Blurred lines

When my GP referred me to a psychiatrist for an ordinary medication review, the first thing I did, of course, was Google the guy. It took me about two minutes to find out that he was not only a consultant psychiatrist, but also a neuroscientist working in the Department of Psychiatry. That is, the same Department of Psychiatry that I work in. You may think “What are the odds?!” but truth is, the odds are quite substantial in a small and university-oriented town like Cambridge… I deliberated for a few days. After all, Google had told me he was based in another building, and also that he looked kind of cute. Nonetheless, I eventually rang and asked to be seen by another doctor. To my surprise, this request was declined; hence I canceled my appointment.

The next day, the cute psychiatrist was on the phone. He explained that my care would never be affected by our work connection and invited me to come in later that week. I replied that I wasn’t the least worried about my care, but rather about my job. His response: “why don’t you come in so we can talk about that?” As our conversation continued to go in circles, I realised two things: 1) he had by now read my file anyway, and 2) he was not the kind of guy who would let go easily. And so, eventually, I agreed to see him. Later that week, in his office, we talked about the department, about the University of Cambridge, and about scientific research in general. He told me that he no longer does scientific research these days, but focuses on his clinical work. This was as much a relief for him as it was for me, he said, as he, too, suffered from insomnia in his research days. He was very kind, and, indeed, kind of cute too.

A week or so later, my colleagues and I attended the Paykel lecture, an annual departmental event. We had the incredible honour of being addressed by one of the major contributors to the newly revised Diagnostic and Statistical Manual of Mental Disorders, or DSM-5. Prof David Kupfer had come down from Pittsburgh to share his views on the future of psychiatry research. What we should not do, he said, is place psychiatric patients in diagnostic boxes, or categories. Instead of the traditional categorical approach where disorders are either present or absent, his revised DSM-5 introduces a ‘dimensional’ system. Symptoms and disorders are now described on a gradual scale from ‘normal’ to ‘abnormal’ and from ‘mild’ to ‘severe’. The dimensional approach fits very well with the reality of mental illness, in which two patients with the same diagnosis often are quite different from one another. Moreover, it recognises that there is a large group of people who are neither very ill nor absolutely fine.

As I was listening to Prof Kupfer, I felt a cramp creeping up my left leg. In what was intended as a preventive repositioning of my leg, but undoubtedly looked more like a spasm, I kicked the back of the seat in front of me. Fortunately, the guy in that seat decided to ignore my friendly gesture, but not without turning his head slightly to the left; which was enough for me to realise that I was sitting right behind my cute psychiatrist. Literally, I could pinch his shoulder or ruffle his hair if I wanted to. Now that’s great, I thought. So much for ‘no more research’.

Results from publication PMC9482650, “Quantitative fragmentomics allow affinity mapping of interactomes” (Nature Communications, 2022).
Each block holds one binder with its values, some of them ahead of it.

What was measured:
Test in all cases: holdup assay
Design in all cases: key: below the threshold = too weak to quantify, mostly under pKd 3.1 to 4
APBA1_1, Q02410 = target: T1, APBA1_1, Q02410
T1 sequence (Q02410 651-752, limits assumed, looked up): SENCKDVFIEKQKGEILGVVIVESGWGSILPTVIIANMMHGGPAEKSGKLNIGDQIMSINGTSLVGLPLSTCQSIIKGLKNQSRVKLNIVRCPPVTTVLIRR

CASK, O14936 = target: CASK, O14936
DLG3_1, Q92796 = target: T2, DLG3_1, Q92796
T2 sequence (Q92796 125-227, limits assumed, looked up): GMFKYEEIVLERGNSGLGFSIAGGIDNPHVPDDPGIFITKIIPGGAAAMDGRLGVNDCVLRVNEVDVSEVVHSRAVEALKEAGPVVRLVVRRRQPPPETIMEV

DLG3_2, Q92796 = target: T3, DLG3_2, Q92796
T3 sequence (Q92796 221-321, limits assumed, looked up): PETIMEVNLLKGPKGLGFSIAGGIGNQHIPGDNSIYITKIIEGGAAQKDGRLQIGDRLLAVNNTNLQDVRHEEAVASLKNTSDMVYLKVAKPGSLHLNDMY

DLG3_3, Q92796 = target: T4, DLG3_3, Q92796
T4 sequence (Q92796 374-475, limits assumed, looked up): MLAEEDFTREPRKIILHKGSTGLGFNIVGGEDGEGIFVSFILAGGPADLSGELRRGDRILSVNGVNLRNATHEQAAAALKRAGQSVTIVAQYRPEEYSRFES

Sitting behind my psychiatrist, I clearly had the upper hand. I could watch him, or at least the back of his head, without being seen. After the remainder of Prof Kupfer’s talk, on my way out of the lecture theatre, he walked right behind me; he stepped aside as I climbed the stairs, and I kept the door open for his friend or colleague. All the while I avoided eye contact. Luckily, he returned the favour. He didn’t smile or glimpse or even blink (as far as I could tell while keeping my eyes on the carpet). At some point during the drinks reception, he happened to be standing in the corner of my eye, but the colleague I was talking to unknowingly helped me be blocking my view. All in all, I think my doctor and I handled the situation pretty well. It was a little bit awkward, but it was also fine.

Cycling home, I thought about the dimensional nature of mental illnesses, and how the encounter with my psychiatrist provided a pretty perfect illustration. I bet I was not the only one in the audience who is sometimes researcher, sometimes patient. Not every aspect of me is patient all the time. There are healthy (on good days I may even call them ‘normal’) sides to me as well. In fact, all of us in the audience that night, including my cute doctor, are somewhere on the scale between normal and abnormal. The fact that I had once had an appointment with that psychiatrist certainly doesn’t mean I’m the furthest out on the abnormal side.

Illustration by Ellen Surrey, from the Society of Illustrators online gallery.
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One thought on “Blurred lines

  1. Everyone could benefit from therapy if they had the courage to look inside themselves that closely. Not that many take such risks. The president could benefit from it. You might as well have the best.
    He would be breaking the law if he spoke to anyone. He’d be in the wrong, not you. And of course you know that, and instead may feel that needing that kind of help still holds the more negative connotation it has had in the past.
    I admire your perseverance and courage to seek help even at the risk of what other ignorant people may think or say. Because anyone voicing negativity about such support which is as valuable and necessary as medical intervention for physical ailments, is ignorant and/or cowardly and weak.
    Good luck. Kindness and competency are qualities hard to find in one provider and it sounds like he possesses both.

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